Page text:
10. I'd say its society. Just look we've had this massive decline in education over a number of decades. The people no longer are about what they can do for this country but what they can get out of it. So of course a game that requires any real thought or work isn't going to do as well on the market. Most people no longer have the aptitude for it or patients or perseverance to solve anything complex. I remember when I used to go on sites like back in the day and it was busy as heck till he shut the site down for that long period. More people were willing to put the work in and learn then. At least it seems that way. People are more about flash rather than substance and value by far. Most couldn't do the work to tell if they are getting ripped off or not. Which is why so many of them are easily ripped off. So yea games have became more about being pretty and less about substance and story telling. Quests and puzzles all have become simpler. That's what the people will buy. I figure if you want to create a game with any real complexity to it these days you are going to have to sneak it in. Make it look good or different and start it out easy. As the game progresses you add in more so by the time the realize the complexity they already have a good amount of time invested in it and then make it competitive so they see it as a matter of trying to beat the other individual. If you look at games like Kingdoms of Camelot and others on the internet that do good they are about showing off how much you can horde. Or at least they became like that because the way people are and play.
  11. It has to do with the ability to react the Mario brother games for example once you get moving and pass some items you could potentially have stuff come at you from behind. Remember not everything on those screens moves in just one direction. If you were stuck against the left side of the screen or close to it you first may not see it before it could effect you and you just may not have the time to react. 
  12. I recently decided to get back into programming again. The last time I was programming to any great extent opengl 2.0 was out. A number of improvements have happened since then. I recently watched this "Porting source to linux valve's lessons learned". I decided to see if I could get codeblocks with the mingw compiler and SDL2.0 working. Then I wanted to be able use opengl 3.3+. To gain access to opengl3+ I decided to use GLEW. The amount of information around setting up SDL2 vs SDL1 is far less. Secondly most of it appears to based on using it with visual studio. Getting GLEW to work with mingw requires recompiling the library the dlls that come with it are for visual studio. I lucked out and found a script on one chat board that made that simple. To make things a bit easier for anyone else interested in doing the same I created two video the first of which is just setting up codeblocks with SDL2.0 the second is setting it up with SDL2.0, opengl3+ & GLEW including how to compile the binaries and where to get everything. I made the project available on my site. One of primary reasons I chose to use these was cross platform availability. It should allow using the same development environment across platforms and the least amount of code change in the long run. A number of improvements can still be made such as putting the linker libraries and directories in the project setting rather than general is one. Someone could also right a script to start a project with these setup similar to the SDL1 version. Anyway hope this helps some of you. setting up codeblocks with SDL2.0 Setting up codeblocks with SD2.0, opengl3+, & glew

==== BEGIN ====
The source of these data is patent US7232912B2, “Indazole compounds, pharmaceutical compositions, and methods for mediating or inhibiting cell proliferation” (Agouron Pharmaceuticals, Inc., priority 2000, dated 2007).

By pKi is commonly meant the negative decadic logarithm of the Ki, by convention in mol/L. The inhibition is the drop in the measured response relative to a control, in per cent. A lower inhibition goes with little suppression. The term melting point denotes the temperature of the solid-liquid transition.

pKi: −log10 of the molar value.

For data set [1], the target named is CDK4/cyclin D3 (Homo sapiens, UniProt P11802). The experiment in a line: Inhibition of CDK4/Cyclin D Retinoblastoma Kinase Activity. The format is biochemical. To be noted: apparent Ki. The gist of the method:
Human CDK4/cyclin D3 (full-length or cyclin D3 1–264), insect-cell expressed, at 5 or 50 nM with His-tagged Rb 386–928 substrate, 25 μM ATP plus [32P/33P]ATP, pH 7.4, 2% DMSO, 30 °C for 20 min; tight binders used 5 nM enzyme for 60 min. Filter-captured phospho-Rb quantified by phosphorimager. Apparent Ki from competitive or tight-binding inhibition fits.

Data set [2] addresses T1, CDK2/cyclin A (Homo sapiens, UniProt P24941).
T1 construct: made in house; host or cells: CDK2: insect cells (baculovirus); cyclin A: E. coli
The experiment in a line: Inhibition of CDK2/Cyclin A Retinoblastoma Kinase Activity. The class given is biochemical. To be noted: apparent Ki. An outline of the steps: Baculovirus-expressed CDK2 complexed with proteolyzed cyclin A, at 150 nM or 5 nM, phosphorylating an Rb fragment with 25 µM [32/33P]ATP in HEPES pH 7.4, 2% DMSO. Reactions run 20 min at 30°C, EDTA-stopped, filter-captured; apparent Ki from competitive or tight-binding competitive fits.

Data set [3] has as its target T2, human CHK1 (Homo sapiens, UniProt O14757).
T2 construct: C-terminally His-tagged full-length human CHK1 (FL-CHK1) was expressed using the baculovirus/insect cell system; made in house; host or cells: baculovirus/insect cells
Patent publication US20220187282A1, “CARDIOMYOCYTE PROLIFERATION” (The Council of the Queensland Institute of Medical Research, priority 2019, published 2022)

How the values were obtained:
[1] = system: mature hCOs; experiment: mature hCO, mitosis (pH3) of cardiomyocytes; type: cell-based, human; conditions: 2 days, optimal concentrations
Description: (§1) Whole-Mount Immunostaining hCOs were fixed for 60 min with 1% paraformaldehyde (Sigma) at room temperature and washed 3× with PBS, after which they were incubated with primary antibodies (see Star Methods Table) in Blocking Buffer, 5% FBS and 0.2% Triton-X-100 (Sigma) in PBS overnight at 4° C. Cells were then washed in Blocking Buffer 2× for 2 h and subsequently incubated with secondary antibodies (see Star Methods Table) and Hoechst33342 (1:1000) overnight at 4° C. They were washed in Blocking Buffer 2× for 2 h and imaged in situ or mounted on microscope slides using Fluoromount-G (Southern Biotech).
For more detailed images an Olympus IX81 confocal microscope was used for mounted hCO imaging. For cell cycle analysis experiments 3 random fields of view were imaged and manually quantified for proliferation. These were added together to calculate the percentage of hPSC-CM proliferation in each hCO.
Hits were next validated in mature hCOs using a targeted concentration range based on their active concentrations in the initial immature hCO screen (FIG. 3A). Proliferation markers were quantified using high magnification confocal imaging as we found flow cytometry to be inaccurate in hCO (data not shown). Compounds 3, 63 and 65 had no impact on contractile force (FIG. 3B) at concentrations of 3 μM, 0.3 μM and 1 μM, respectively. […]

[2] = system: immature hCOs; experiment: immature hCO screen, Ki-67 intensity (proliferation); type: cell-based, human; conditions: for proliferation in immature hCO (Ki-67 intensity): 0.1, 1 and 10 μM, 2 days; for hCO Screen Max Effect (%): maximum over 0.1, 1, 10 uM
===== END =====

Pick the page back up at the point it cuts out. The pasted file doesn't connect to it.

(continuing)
13. Well I have been messing around on and off with Terrain generation for a while. When I say on and off I mean six month gaps. I decided to revisit the standard height field. One area it seemed to lack in was you didn't get cliffs with overhangs or caves. I decided to try instead of just raising the center points when tessellating up and down to move them along a normal to the two adjacent plains to the line. Well what I got was what I expected basically a crumpled up peace of paper. That is what the result looked like not what I did with my notes. My next solution to this issue was to introduce the behavior later in development of the terrain. It turns out that it is best from my testing at least to do so on or after the 4th time through tessellating the entire field or object. Yes, this can be applied to spherical or any other object easily tessellated. the method of tessellation I am using is the one taking the triangle and breaking it into 4 triangles by splitting each side in half. The terrain should be viewable using any of the height field terrain engines. Unless the individual took some sort of short cut and makes assumptions that every triangle is exactly the same shape and size. Not sure if anyone has done something the same way. I know most height fields don't contain any over hangs in fact I can't name a system that generates them other than those using some sort of volume based terrain generation. But with the countless number of papers and projects on the web I am bound to have missed some. When I get my server back up and running I'll post it for people to play with. Till then it should give at least a few ideas in changes one can make.
  14. I been working on developing a new method for rendering planet size objects. I wanted to be able to fly off an planet through the atmosphere and return or land on another. I know there is some games that created a universe using pseudo random numbers. I am looking at handling detail of the terrain on planets down to 1 yard triangles or slightly smaller. That means for a planet about earths size about 9000 trillion triangles would be needed. I actually calculated for a planet with a 31,400 miles circumference. Anyway the current routine I came up with should drop it down below 200k visible and handled triangles. Now for the question can anyone point me to a game or simulator that runs on a pc that you can seamlessly fly to and from planets? I'll try and put a demo out some time in the near future when I got more added to it.